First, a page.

S1 Fig. Fitting of CRADs by several heavy-tailed distributions.
The data were fitted by maximum likelihood estimation to power law, log-normal, and stretched exponential distributions, respectively.
S2 Fig. CRADs from the metagenomic data of the 104 Japanese individuals.
The relative abundance of bacterial species is obtained from the paper by Nishijima et al. .
S3 Fig. CRADs of human gut microbiomes in dietary intervention.
The data are from the paper by Lawrence et al. . We used 2,500 high-quality reads of the 16S V4 region from fecal samples from 20 individuals, in which 10 subjects ate an animal-based diet for 4 days, while the other 10 ate a plant-based diet for 4 days. Two samples with very high or very low abundance OTUs were excluded from the data set. A: CRADs of gut microbiomes from individuals with an animal-based diet. Boxplots represent the CRADs before, during, and after the change to an animal-based diet. The horizontal axis indicates the abundance of each species or OTU, and the vertical axis indicates the probability that OTU abundance is greater than the value of the horizontal axis. B: CRADs of gut microbiomes from individuals with a plant-based diet. Boxplots represent the CRADs before, during, and after the change to a plant-based diet. The horizontal axis indicates the abundance of each species or OTU, and the vertical axis indicates the probability that OTU abundance is greater than the value of the horizontal axis.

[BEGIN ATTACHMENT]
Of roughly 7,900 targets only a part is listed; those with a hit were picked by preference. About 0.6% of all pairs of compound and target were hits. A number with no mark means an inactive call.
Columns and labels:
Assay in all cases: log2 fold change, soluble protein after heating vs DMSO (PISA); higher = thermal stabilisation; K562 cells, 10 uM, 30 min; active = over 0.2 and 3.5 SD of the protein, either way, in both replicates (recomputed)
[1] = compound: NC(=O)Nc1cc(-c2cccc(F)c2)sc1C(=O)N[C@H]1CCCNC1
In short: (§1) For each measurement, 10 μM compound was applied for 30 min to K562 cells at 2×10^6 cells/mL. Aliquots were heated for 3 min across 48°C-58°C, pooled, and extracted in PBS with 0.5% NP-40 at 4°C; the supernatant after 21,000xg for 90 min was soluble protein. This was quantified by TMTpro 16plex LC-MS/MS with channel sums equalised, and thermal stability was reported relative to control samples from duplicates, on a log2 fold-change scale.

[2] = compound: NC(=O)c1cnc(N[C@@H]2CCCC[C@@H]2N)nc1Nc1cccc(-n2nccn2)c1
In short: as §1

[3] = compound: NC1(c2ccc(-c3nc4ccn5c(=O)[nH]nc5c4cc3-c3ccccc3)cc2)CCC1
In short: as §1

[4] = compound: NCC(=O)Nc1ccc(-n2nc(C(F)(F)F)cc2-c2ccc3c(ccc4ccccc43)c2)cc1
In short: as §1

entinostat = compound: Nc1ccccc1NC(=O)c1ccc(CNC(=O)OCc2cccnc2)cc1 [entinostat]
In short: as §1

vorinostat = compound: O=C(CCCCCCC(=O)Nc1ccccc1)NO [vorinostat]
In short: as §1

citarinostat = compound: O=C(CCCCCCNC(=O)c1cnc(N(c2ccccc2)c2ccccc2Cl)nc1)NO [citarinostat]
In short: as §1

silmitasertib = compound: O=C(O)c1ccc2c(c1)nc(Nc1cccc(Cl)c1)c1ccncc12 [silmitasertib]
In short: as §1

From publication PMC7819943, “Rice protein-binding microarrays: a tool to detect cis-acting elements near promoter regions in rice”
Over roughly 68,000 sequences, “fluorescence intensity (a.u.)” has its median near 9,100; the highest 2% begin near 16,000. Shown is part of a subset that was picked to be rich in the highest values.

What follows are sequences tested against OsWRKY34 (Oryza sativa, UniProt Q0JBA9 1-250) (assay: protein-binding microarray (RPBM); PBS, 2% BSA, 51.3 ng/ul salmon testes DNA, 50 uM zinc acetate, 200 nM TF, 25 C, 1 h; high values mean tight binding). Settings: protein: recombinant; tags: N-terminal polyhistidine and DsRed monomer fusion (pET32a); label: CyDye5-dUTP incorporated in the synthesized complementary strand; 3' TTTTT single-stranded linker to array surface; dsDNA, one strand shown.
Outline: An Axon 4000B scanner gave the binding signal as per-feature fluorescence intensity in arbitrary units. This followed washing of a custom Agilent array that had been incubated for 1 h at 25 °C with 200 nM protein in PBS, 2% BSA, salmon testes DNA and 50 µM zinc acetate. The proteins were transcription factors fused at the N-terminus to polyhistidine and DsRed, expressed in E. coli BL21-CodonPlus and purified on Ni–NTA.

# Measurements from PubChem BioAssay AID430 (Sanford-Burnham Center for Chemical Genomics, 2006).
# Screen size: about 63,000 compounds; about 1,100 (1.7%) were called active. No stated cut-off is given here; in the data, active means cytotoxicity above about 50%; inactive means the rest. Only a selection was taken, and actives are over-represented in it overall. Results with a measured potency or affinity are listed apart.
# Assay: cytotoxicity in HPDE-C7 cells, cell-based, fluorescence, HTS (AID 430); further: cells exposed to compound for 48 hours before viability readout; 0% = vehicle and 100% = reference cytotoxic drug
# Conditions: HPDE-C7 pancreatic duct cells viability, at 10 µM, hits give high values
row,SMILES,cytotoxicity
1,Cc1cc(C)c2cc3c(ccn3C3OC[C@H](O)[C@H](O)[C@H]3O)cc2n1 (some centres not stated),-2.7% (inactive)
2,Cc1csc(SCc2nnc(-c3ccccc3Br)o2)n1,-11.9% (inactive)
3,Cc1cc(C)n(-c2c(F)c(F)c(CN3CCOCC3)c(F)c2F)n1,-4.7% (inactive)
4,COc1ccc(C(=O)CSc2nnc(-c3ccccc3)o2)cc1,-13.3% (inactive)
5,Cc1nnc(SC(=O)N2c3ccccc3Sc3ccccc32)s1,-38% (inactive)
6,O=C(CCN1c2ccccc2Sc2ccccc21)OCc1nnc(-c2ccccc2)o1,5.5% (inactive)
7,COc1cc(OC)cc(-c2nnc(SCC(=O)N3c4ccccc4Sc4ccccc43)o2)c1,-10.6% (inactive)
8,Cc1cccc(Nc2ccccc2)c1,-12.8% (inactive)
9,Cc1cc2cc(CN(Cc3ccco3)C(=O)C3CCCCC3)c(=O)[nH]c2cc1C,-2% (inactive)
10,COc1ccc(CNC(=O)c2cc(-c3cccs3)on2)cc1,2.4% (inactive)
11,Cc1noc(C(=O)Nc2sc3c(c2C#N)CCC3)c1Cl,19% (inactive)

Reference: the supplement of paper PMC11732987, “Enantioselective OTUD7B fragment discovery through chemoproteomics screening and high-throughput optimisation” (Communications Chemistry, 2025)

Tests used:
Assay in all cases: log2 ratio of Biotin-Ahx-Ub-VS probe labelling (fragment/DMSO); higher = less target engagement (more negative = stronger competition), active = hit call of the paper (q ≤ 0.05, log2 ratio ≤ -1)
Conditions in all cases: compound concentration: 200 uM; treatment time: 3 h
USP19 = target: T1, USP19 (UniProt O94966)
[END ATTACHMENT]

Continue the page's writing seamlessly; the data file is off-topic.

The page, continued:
S4 Fig. CRADs of normal and altered gut microbiomes with dysbiosis.
A: CRADs of patients with multiple sclerosis (MS). The boxplots indicate the CRADs of healthy individuals and patients with MS. Data are from the paper by Miyake et al. . B: CRADs of patients with inflammatory bowel disease (IBD). The boxplots indicate the CRADs of healthy individuals and patients with IBD. Data are from the paper by Qin et al. . C: CRADs of Swedish patients with type 2 diabetes (T2D). The boxplots indicate the CRADs of healthy individuals and patients with type 2 diabetes. Data are from the paper by Qin et al. . D: CRADs of Chinese patients with type 2 diabetes (T2D). The boxplots indicate the CRADs of healthy individuals and patients with type 2 diabetes. Data are from the paper by Karlsson et al. .
S5 Fig. Dissected sections of mice gut.